Christmas at the IceHotel, Sweden

After spending our last few Christmas holidays in North America, there was something missing. Don’t get me wrong – New York at Christmas time is like stepping into a Christmas movie. But this year, we didn’t fancy “Miracle on 34th Street” but wanted to visit Narnia.

Having heard about the famous IceHotel for a long time – and tried unsuccessfully to convince Giles to give it a go – this year I was going to get my Christmas wish.

As a brief introduction, the IceHotel is located in the far north of Sweden, around 150km north of the Arctic circle. Its home is the small village of Jukkasjarvi, located by a large lake which freezes every winter. As well as warm rooms, the hotel itself is made up of the IceHotel 365 – a year round building with rooms and the Ice Bar kept at a constant temperature of -5C – and the annual IceHotel – a structure made completely of ice from the lake and rebuilt every year with a completely new design and set of rooms.

And so a couple of days before Christmas, we arrived in the snowy landscape of Swedish Lapland. It was only past midday but the sky was already glowing as the sun was setting after some short hours of daylight.

Kiruna Airport, 23rd December 2018, just after midday

Of course we were expecting it be cold. But stepping off that plane into -20C? The word “cold” can’t do it justice.

It’s so cold…

When you arrive at the hotel, you are provided with a snow suit – essentially a big, insulated onesie – gloves, and snow boots. However, we were grateful for the numerous jumpers and thermals we had packed in addition.

We may look like Teletubbies but the onesies kept us warm

During our trip, our first 2 nights were in a warm room (easing into this slowly…) and our final night was in an “Art Room” in the annual IceHotel. Each Art Room is different and you are not told which one you are allocated until you check into the cold area on the day. All were beautiful and unique – as we saw from wandering around during the day when the IceHotel opens all rooms to visitors and those staying at the hotel to explore. We were luckily allocated one of my favourites – the “TRON” room (not the official name the artist gave but appropriate nonetheless!).

When checking in for our night in the cold room, we were given a private cubicle to store all of our luggage and sleeping bags. You are given an introduction to spending the night on ice, with the tip that you shouldn’t wear too much in the sleeping bag as they quickly get warm through your body heat. Somewhat sceptically, when we did bunker in for the night, the sleeping bags were warm, comfortable, and surprisingly we had a great nights sleep. The tip you aren’t given is that it is probably a good idea not to drink too much water (or anything) before the night in cold room so you’re not up in the night in search of the toilets. Giles could have done with this tip…

The IceHotel offers a large number of activities, such as snow mobiles, cross country skiing and husky sledding. The village also has a lovely outdoor museum on Saami people and culture where you can also feed the reindeers. I won’t lie – the activities are quite expensive, but as we probably wouldn’t be doing this again for Christmas, we did squeeze in as much as we could.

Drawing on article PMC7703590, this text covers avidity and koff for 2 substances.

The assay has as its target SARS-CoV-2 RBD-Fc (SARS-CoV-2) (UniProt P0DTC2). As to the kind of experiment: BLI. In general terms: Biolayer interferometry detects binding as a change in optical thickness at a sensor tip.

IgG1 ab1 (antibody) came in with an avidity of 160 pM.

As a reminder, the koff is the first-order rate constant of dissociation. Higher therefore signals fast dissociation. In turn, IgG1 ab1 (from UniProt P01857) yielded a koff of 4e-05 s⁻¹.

Feeding the reindeers (this was a little scary…)
Giles set for driving a snow mobile (he nearly crashed into a tree, but I’m not allowed to mention that…)
Dinner in a wood cabin (I think it was moose stew)
Cross Country Skiing (too embarrassing to show actual ski pictures – skiing definitely not our thing)
Husky sledding – some of them were wearing little snow shoes for dogs!
Cosy coffee stop in a log cabin

The IceHotel has a number of options for food – if you fancy a simple lunch, you can grab a bowl of hot goulash and a beer in the hotel (warm) lounge area or there is a decent buffet for lunch (from someone who isn’t a fan of buffets to be honest). However, for a special Christmas Eve dinner we decided to experience the “Chef’s Table on the Veranda”.

This is a small and intimate dining experience where diners are seated in a cosy dining room (warm slippers provided!) and are invited to watch and interact with the chef as they prepare and serve a 12 course menu with matching wines. The food is inspired by Nordic cuisine with local meats, herbs and vegetables (including mushrooms that are farmed in the depths of the local mine). After meeting and feeding the reindeer only the day before, I was slightly disturbed to be eating Rudolph tartare, but it went well with the wine. We were lucky that we were part of a very friendly and social group of diners that evening, and a welcoming team of chefs.

Another highlight of the IceHotel is the IceBar. It is open year round and kept at a constant temperature of -5C (some welcome warmth when stepping in from -20C…), with ice benches, chairs and – of course – an ice bar. The drinks are all served in ice glasses, all made on site. Whilst it is very busy during the day with day-visitors, in the evening it calmed down a lot and made a great place for a relaxing night cap or two.

Yes – you still need to wear a thick coat in the bar!

Overall, our trip to the IceHotel was one of the most memorable Christmas holidays that we have been lucky to have. Beautiful location and opportunities to experience a range of new activities and moments.

If you want to see more moments from the trip, take a look at the videos that Giles put together.

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